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Tumor Volume as a Prognostic Factor in Oropharyngeal Squamous Cell Carcinoma Treated With Primary Radiotherapy

Authors

  • Mark J. Been BS,

    1. From the Departments of Surgery, Division of Otolaryngology, University of Wisconsin School of Medicine and Public Health, Madison, Wisconsin, U.S.A.
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  • Joanna Watkins MD,

    1. From the Departments of Surgery, Division of Otolaryngology, University of Wisconsin School of Medicine and Public Health, Madison, Wisconsin, U.S.A.
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  • Ryan M. Manz MD,

    1. From the Departments of Surgery, Division of Otolaryngology, University of Wisconsin School of Medicine and Public Health, Madison, Wisconsin, U.S.A.
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  • Lindell R. Gentry MD,

    1. From the Radiology, University of Wisconsin School of Medicine and Public Health, Madison, Wisconsin, U.S.A.
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  • Glen E. Leverson PhD,

    1. From the Surgery Biostatistics Office, University of Wisconsin School of Medicine and Public Health, Madison, Wisconsin, U.S.A.
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  • Paul M. Harari MD,

    1. From the Human Oncology, University of Wisconsin School of Medicine and Public Health, Madison, Wisconsin, U.S.A.
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  • Gregory K. Hartig MD

    Corresponding author
    1. From the Departments of Surgery, Division of Otolaryngology, University of Wisconsin School of Medicine and Public Health, Madison, Wisconsin, U.S.A.
    • Send correspondence to Gregory Hartig, MD, K4/720 Clinical Science Center, 600 Highland Avenue, Madison, WI 53792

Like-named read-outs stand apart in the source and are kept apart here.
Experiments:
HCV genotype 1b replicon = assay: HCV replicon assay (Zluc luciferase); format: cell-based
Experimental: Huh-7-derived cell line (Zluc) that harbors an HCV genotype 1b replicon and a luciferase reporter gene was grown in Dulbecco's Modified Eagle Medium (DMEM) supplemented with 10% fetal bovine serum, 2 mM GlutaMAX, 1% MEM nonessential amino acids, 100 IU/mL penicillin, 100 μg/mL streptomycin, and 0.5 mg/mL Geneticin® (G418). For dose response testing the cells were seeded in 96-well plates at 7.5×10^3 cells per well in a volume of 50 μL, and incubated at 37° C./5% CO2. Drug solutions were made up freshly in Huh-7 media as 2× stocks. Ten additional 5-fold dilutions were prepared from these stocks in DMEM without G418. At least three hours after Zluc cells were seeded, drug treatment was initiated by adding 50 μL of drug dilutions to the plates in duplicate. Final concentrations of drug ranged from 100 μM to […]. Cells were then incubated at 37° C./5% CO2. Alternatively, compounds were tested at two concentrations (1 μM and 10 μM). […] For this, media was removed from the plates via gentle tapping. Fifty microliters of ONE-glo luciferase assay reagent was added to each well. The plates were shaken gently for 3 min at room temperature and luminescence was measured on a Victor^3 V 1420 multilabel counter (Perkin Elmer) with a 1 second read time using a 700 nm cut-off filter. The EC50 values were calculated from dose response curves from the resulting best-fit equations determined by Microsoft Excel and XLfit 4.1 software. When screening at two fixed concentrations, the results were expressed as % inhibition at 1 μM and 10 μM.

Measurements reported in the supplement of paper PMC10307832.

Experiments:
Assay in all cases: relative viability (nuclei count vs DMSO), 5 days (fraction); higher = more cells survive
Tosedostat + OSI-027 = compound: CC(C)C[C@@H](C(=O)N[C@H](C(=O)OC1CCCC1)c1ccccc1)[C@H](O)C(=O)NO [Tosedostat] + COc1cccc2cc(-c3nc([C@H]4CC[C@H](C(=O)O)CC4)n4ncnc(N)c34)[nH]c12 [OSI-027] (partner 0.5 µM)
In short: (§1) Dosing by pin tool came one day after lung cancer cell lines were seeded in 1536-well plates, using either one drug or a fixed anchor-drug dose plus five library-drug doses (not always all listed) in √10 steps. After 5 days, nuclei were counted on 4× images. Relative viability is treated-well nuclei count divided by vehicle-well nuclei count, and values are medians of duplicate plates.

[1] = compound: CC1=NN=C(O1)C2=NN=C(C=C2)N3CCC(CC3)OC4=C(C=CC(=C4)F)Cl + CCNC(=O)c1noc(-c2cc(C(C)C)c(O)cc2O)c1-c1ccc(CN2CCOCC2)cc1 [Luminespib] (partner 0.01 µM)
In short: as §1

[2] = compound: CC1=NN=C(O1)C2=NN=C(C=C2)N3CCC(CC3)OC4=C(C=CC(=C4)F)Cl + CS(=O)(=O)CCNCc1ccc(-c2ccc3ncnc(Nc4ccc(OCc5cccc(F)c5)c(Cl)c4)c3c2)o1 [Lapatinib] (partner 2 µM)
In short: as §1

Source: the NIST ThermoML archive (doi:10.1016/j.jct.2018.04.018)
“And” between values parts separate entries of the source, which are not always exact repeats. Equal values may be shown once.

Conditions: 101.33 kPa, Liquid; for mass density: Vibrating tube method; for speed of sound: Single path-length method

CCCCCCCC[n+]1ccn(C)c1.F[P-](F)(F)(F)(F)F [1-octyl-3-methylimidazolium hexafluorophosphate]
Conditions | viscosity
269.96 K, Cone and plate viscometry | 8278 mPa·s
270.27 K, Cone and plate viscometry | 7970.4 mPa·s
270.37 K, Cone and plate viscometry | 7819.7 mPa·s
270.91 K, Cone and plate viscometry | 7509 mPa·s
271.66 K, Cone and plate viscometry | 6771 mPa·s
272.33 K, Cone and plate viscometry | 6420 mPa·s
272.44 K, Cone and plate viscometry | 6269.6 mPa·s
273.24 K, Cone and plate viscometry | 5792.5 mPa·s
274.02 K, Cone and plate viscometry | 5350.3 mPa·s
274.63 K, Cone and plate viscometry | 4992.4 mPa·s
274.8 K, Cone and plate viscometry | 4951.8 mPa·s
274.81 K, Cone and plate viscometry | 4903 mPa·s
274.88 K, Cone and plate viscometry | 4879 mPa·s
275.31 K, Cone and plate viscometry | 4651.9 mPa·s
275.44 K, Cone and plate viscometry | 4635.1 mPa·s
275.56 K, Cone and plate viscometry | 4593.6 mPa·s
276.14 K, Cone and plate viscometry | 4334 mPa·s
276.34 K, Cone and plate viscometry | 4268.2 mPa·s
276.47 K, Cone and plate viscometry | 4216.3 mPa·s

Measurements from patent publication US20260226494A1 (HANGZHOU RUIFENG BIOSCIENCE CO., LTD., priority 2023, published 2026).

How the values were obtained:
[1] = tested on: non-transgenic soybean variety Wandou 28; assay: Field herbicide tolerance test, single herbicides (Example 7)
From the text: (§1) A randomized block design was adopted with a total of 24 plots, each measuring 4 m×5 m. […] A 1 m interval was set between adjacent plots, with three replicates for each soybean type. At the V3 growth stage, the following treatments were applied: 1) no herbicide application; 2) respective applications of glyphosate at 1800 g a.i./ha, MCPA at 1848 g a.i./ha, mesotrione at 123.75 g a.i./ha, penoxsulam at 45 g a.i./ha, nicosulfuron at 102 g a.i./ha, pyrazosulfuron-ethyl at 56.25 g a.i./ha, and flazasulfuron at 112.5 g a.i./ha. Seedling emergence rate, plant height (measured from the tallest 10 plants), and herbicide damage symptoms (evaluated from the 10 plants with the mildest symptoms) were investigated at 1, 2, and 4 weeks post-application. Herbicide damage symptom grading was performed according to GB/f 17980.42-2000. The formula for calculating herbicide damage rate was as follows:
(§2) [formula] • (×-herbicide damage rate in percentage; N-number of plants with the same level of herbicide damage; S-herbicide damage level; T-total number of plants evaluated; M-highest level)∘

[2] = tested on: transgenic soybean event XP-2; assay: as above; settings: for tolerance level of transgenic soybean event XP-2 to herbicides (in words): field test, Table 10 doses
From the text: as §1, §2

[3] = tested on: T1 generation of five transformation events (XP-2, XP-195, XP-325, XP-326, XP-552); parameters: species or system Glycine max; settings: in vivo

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Abstract

Objectives/Hypothesis: Tumor volume has been demonstrated to play a prognostic role in many head and neck cancers. The purpose of this study was to conduct an institutional review analyzing the correlation between tumor volume and locoregional control of oropharyngeal squamous cell cancer treated with primary radiotherapy.

Study Design: Retrospective institutional chart analysis.

Methods: Seventy-nine patients from 1991 to 2005 with primary T1 to T4 oropharyngeal squamous cell carcinoma (base of tongue, n = 31; soft palate, n = 1; tonsils, n = 47) were treated with primary radiotherapy. Tumor volumes were measured from pretreatment computerized tomography scans by two observers. Three-dimensional tumor volumes were calculated using a computer digitizer for each computed tomography slice showing the primary lesion. Survival analysis, using the methods of Kaplan and Meier, was performed to assess whether tumor volume, Tumor, Node, Metastasis classification, tumor stage, or location were associated with locoregional failure.

Results: Tumor volume did not significantly correlate with locoregional failure (observer 1, P = .6244; observer 2, P = .5612). There was a high interobserver correlation (r = 0.98970). Univariate analysis did, however, demonstrate a significant difference in locoregional failure between T4 tumors and all other T stages (T1 vs. T4, P = .0107; T2 vs. T4, P = .0004; T3 vs. T4, P = .0155). Nodal status, tumor stage, and location did not significantly correlate with locoregional failure rate.

Conclusions: Tumor volume does not appear to play a significant role in predicting locoregional recurrence for patients with primary squamous cell cancer of the oropharynx treated with primary radiotherapy. However, T4 status was predictive of poor locoregional control.

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